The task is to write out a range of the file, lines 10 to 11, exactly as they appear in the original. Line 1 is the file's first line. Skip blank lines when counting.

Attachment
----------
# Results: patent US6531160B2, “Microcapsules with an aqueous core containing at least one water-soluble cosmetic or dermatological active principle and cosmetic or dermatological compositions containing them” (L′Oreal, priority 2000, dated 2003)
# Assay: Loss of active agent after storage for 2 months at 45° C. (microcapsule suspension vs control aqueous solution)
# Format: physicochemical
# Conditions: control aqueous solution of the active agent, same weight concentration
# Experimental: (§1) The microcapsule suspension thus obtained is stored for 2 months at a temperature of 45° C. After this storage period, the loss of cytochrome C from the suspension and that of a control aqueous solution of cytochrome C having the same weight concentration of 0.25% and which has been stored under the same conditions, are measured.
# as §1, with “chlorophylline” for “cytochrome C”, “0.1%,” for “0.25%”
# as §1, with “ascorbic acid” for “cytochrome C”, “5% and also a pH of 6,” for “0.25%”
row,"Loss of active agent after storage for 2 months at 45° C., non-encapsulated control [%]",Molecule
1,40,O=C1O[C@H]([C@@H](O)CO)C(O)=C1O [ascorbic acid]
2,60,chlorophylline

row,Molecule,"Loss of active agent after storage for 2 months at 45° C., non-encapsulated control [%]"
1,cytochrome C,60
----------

2,60,chlorophylline

row,Molecule,"Loss of active agent after storage for 2 months at 45° C., non-encapsulated control [%]"